State funds and private healthcare groups

 

Sir, – The Minister for Health’s announcement that he will re-examine the proposal to hand ownership of the publicly funded National Maternity Hospital to the privately owned St Vincent’s Healthcare Group is to be welcomed.

However, I would like to raise a matter of grave concern, hitherto overlooked, which needs to be addressed before any agreement on relocation can proceed.

At present, Article 44.2.5 of the Constitution confers on every religious denomination “the right to manage its own affairs, own, acquire and administer property, movable and immovable, and maintain institutions for religious or charitable purposes”.

In the past, the Supreme Court has emphasised the level of autonomy that this article gives to religious organisations. It has been interpreted as conferring on religious institutions the right to apply their own doctrines in institutions under their ownership.

It has also been successfully used to defeat well-founded cases taken against religious denominations under civil law.

For example, in a significant judgment in the 1979 case of McGrath and Ó Ruairc v The Trustees of Maynooth College, the Supreme Court cited Article 44.2.5 while upholding the right of the bishop trustees of the college to dismiss two priests from their teaching posts because they wanted to leave the priesthood.

St Vincent’s Healthcare Group (SVHG) is an institution set up by a religious denomination, the Religious Sisters of Charity. As the company’s foundation document makes clear, SVHG is legally dedicated to providing healthcare, “in keeping with the mission of the Catholic Church”, and its facilities operate within that ethos. If the new National Maternity Hospital is part of the St Vincent’s group, it too will come under the umbrella of the constitutional provision.

In return for being handed sole ownership of the new €300 million maternity hospital, SVHG says it will enter into agreements guaranteeing the clinical independence of the new hospital and permitting it to perform any medical procedures that are lawful in the land – presumably including abortions and various types of contraception, including sterilisations.

However, I believe that if the current deal goes ahead, there will be inevitable conflict in the future over how much control St Vincent’s is to have in the new hospital.

In light of Article 44.2.5, how can we be sure that in any future dispute over the interpretation or implementation of agreements on the new hospital, the courts would not favour the religious denomination and its Catholic ethos?

In the event of a dispute, it seems that the Supreme Court would have to ensure that the constitutional protection for the religious order must prevail.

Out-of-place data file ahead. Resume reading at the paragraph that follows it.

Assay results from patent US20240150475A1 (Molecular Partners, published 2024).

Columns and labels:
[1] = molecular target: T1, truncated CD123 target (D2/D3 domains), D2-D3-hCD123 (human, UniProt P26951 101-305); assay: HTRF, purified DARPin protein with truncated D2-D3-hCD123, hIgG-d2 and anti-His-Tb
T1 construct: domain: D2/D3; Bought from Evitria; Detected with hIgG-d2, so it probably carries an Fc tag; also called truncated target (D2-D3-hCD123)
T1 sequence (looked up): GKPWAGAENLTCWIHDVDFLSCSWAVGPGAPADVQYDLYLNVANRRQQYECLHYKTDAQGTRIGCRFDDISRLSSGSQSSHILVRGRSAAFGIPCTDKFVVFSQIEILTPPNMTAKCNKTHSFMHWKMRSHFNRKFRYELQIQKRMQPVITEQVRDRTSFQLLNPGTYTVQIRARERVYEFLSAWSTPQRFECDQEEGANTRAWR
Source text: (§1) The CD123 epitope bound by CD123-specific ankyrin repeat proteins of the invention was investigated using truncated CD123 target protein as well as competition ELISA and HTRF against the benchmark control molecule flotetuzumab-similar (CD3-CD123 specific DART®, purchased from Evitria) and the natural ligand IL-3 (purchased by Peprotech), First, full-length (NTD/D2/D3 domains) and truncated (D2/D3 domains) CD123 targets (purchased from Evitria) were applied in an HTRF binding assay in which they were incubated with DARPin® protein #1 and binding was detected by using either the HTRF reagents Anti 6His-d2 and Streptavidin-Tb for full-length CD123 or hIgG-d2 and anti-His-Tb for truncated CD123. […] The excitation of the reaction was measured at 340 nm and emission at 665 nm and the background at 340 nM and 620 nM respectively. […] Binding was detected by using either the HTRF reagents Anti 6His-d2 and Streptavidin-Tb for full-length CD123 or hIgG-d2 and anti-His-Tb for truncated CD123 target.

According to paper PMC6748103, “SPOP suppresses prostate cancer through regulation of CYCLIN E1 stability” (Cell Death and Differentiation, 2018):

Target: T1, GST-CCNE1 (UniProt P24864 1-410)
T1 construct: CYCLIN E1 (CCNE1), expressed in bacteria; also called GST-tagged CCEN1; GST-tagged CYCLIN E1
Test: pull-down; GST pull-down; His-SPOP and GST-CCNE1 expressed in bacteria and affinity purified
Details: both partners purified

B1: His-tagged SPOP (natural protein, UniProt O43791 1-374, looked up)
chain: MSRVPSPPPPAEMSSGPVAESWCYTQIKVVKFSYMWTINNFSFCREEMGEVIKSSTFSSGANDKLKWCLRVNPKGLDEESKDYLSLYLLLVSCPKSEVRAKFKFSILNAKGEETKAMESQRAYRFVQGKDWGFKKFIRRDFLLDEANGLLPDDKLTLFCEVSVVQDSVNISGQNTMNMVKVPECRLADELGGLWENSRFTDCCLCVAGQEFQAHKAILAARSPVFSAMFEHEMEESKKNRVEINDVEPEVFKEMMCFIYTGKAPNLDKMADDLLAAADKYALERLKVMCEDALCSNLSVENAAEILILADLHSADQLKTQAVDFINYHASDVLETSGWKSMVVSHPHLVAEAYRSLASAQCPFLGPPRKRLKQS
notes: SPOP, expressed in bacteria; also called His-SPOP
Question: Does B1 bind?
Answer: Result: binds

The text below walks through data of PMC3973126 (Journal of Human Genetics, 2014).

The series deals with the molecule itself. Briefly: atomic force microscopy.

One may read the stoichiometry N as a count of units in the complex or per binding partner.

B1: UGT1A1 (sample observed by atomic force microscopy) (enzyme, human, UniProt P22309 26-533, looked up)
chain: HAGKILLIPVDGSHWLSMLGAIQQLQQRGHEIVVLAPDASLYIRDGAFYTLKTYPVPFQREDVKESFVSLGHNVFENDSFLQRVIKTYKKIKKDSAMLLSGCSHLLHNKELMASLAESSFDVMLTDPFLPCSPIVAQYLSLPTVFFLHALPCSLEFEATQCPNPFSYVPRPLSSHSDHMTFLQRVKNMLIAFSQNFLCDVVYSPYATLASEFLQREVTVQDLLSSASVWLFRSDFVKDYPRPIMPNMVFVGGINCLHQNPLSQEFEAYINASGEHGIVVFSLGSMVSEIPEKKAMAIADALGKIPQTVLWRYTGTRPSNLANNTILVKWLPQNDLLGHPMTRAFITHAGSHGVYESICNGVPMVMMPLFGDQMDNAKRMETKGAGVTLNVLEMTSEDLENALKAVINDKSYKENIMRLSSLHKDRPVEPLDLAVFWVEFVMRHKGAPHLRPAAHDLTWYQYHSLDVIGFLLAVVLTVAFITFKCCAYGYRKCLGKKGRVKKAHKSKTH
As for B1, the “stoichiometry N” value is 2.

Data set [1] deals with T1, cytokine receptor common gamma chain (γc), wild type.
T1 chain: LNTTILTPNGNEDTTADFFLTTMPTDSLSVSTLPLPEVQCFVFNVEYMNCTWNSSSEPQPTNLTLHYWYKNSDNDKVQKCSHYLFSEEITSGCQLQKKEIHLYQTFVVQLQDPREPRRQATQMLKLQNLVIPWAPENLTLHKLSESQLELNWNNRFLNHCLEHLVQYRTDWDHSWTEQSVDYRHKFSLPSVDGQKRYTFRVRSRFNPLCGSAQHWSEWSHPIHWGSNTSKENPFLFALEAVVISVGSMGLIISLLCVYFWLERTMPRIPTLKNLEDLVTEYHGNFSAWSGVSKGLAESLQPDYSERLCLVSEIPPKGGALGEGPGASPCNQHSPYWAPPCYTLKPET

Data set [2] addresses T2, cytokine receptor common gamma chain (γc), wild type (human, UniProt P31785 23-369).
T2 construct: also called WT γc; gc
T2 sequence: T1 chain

A court might find it had no option but to favour the Constitution over any other civil contract or agreement, however solemnly and publicly it had been agreed upon by all the parties concerned.

In a prescient piece in this newspaper yesterday, Fintan O’Toole reminded us that a 1982 High Court ruling upholding the right of the Holy Faith nuns to sack school teacher Eileen Flynn because her lifestyle was not in keeping with the Catholic ethos of the order has never been overturned (“Ethos is a word for arbitrary power”, Opinion & Analysis, May 2nd).

In my view, this grave constitutional complication is yet another reason why all parts of the deal that give St Vincent’s Hospital Group ownership of the new National Maternity Hospital should be dismantled, so that the new hospital remains in the hands of those who will pay for it and who will be relying on its services, the Irish public. – Yours, etc,

RÓISÍN SHORTALL TD,

Social Democrats,

Leinster House,

Dublin 2.

A chara, – Your news report notes that “Minister for Health Simon Harris has indicated for the first time that the State will seek a stake in the ownership of the National Maternity Hospital (NMD) after its transfer to St Vincent’s Hospital campus, which is owned by a religious order” (May 1st).

Surely the word “after” should read “before”.

However, Mr Harris has time to correct that statement, as he has until the autumn, when An Bord Pleanála will make a decision on planning permission. – Is mise,

SEAN O’KIERSEY,

Deansgrange,

Blackrock,

Co Dublin.

Sir, – It is unfortunate that most of the commentary on ownership and independence of the new NMH has been proffered by senior and respected medical and political leaders who will not be in office when the hospital is built.

The current Minister for Health is an exception primarily because he belongs to the generation of citizens who will benefit from its space, technology and expertise, and with some political luck may still be in office.

In seeking “creative and acceptable solutions”, as reported in your paper (May 1st), he should take due account of the perspectives of both parties to the “agreement”, and final positions should not be determined by biases which are universal to all of us.

In that context, it is important not to assume that what you see is all there is to see.

Catholic hospitals in Ireland and across the world including North America and Australia continue to deliver excellent care, including acute care and many aspects of reproductive healthcare. It is premature to presume that in due course they will not provide legal healthcare.

The Minister should also ponder on whether Government take-over and control of healthcare is the best course to take rather than the creative diversity of public and private providers, including the churches, that has served many countries well, including, I would suggest, Ireland. – Yours, etc,

Dr FINBAR LENNON,

Collon,

Co Louth.